Inside Monte Kiffin's Playbook: The Blitzes

We really need some new pictures of Monte. - Kirby Lee-USA TODAY Sports

We've learned all about the "Cover" part of the Cover 2 defense family. Now, we get to look at the blitzes.

The beauty of the Tampa 2 is that its base defense holds up well in almost any situation. It can handle the run, the pass, and the play action. Of course, there are ways to attack any scheme, and our own Joey Ickes has been proliferating explanations of route combinations that do just that.

While it would be nice to rush four every down, generate consistent pressure, and relax in our zones to pick off lame duck tosses, the reality won't ever be so simple. A large part of playing aggressive defense is hitting the opposing players, particularly the quarterback. Sometimes, you need a bit more pressure to get to the quarterback's head (literally and figuratively). This is when we blitz.

We've all been trumpeting (myself included) Monte Kiffin as a polar opposite of Rob Ryan. This might leave some thinking he's reluctant to blitz. The first blitz in his playbook should counter that thought process somewhat. Oh, and if you thought Kiffin didn't have any tricks up his sleeve, this is where you'll be corrected.


What do we have here? First, all three linebackers are blitzing. I like it. The tackles are opening up the interior offensive line, while three linebackers attack the Center and generate quick pressure up the middle. The defensive ends, however, are another story. They're playing box technique (think Wide 9 alignment if you need a visual) and sitting back. Technically, they'll be aligning with the second-most-dangerous receiver on their side of the formation. It's starting to look like a blessing that our defensive ends have lived past lives as linebackers.

For more on the box technique, check out this link to a Matt Bowen article explaining the concept. (Thanks to Joey Ickes for providing me the link!)


Here you have a graphical representation and also another listing of the responsibilities of each player, as well as some scheme adjustments based on the looks the offense might present. You can see the defensive ends lined up on the #2 receivers on each side, the tight end on the left and the halfback on the right.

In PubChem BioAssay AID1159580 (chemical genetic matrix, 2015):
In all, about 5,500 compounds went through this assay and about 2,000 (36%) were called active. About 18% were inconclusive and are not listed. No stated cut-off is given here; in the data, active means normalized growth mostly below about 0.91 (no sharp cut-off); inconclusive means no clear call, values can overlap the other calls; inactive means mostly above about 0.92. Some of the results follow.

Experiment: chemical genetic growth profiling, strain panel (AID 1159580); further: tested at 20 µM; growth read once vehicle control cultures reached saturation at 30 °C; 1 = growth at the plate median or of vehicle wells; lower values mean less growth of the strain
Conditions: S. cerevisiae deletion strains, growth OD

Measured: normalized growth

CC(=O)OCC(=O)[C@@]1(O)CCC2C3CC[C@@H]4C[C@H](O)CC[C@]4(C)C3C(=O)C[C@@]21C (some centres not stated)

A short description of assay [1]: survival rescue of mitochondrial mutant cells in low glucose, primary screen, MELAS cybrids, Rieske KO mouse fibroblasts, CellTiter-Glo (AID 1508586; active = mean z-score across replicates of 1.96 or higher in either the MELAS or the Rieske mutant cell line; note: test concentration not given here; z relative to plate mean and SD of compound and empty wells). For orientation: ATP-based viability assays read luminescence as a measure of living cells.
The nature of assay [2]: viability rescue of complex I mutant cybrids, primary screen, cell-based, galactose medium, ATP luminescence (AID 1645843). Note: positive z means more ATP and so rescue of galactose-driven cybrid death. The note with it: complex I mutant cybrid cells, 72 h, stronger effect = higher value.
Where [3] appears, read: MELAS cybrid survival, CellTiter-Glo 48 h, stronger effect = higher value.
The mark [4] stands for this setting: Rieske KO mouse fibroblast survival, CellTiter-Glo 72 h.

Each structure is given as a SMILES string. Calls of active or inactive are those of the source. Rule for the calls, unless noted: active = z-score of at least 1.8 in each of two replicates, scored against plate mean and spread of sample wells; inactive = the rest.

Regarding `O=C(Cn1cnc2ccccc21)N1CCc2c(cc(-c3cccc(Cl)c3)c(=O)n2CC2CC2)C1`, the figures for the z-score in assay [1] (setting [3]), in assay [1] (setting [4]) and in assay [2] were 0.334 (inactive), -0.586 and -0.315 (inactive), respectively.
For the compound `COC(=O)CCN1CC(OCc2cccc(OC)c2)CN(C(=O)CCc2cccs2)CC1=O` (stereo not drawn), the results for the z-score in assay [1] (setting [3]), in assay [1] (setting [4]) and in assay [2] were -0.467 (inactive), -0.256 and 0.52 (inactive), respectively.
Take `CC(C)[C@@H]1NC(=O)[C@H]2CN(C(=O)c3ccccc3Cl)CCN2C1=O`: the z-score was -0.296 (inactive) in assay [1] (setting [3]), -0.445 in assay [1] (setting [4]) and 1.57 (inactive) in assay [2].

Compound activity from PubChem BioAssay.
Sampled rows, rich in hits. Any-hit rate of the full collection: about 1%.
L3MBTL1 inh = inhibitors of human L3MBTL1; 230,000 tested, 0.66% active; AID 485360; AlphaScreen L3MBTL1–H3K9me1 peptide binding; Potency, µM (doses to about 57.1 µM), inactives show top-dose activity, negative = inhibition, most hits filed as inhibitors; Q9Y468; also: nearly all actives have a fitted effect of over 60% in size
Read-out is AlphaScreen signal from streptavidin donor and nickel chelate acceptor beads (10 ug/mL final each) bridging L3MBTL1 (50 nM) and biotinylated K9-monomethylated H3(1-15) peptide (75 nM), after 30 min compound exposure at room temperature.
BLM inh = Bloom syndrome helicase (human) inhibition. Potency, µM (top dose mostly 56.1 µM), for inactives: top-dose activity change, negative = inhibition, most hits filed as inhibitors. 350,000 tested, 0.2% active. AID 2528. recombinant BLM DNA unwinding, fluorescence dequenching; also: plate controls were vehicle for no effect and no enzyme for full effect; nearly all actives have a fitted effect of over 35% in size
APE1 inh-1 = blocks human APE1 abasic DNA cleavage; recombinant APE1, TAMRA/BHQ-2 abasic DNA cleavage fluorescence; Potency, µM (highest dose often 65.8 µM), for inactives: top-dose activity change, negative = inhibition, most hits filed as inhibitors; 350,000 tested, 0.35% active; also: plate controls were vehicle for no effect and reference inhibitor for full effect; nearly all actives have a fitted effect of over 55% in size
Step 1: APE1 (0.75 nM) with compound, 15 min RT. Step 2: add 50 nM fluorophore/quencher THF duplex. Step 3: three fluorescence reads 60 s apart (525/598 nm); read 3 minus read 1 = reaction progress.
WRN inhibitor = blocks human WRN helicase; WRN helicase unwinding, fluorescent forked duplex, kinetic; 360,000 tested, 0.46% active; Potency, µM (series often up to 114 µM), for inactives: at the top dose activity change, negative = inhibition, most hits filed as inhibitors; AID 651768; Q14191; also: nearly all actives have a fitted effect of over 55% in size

Finally, we see the visual representations of the adjustments for each specific offensive formation. The key changes are the defensive ends occasionally exchanging coverage responsibilities with the strong safety, to prevent the DE from being drawn out beyond the 9-tech.

The goal of this scheme is to generate immediate pressure in the quarterback's face. If not a sack, the blitzing linebackers will obscure short throws to the open middle of the field, and the defensive ends may be able to obstruct an ill-advised hot read.

If the pressure doesn't reach the quarterback, however, the middle of the field will be wide open to crossing routes. This is still preferable, however, to a scheme that leaves a deep route open - preventing the touchdown is the highest priority.

Kiffin outlines one more blitz in his playbook:


It's hard to tell from reading the assignments, but there's something especially peculiar about this blitz scheme. Check the image below:


And there you have it. The nose tackle is playing a hook zone. The Will, and at times the free safety, is playing a box technique (which is what the DEs were doing in the previous play). You'll also notice that the Will and Sam are lined up next to each other in this look. This might be more easily disguised in the (unlikely, in my opinion) scenario that Lee and Carter are used interchangeably at the Will and Mike positions.

On the more interesting topic of the nose tackle dropping into coverage, I wonder what 1-technique would be able to effectively play that role aside from Ratliff. Experts consistently say that the Cowboys need a very large 1-technique, but this play seems to call for the smaller, more athletic variety of tackle.


The adjustments show a small amount of variety. The Will will take the Sam's blitz if the Sam is schemed into coverage. The Nose is in a zone on virtually every iteration of this play.

This is a fairly conservative blitz predicated on rotation. The secondary rotates one way, while the linebackers rotate in the opposite direction. Four men playing zones underneath gives more time for the five man rush to get home, and the Nose being among those in coverage is a wrinkle that may catch some quarterbacks off-guard. Even if teams practice countering this look, it will be practice time not spent working against our base defense, and therefore will still benefit us on Sundays (of course, that was the theory with Tebow helping an offense, too).

These two plays are the only blitzes included in the playbook that I have (which only amounts to 183 pages in all), but fortunately they showed two of the more interesting blitz concepts we'll be seeing - dropping linemen into coverage. Personally, I hope to see these techniques employed sparingly in keeping with the Rushmen moniker. If, however, they are employed effectively, I would be very happy to see DeMarcus Ware, Anthony Spencer, or Jay Ratliff come down with an interception off of these shenanigans.

What do you think, BTB? Should we employ these exotic blitzes with any frequency, or should we simply let the Rushmen rush?

You can select previous articles from the "Inside Monte Kiffin's Playbook" Series from the dropdown menu below. Simply click on the article you want to read and the article will (or should) open in a new tab.

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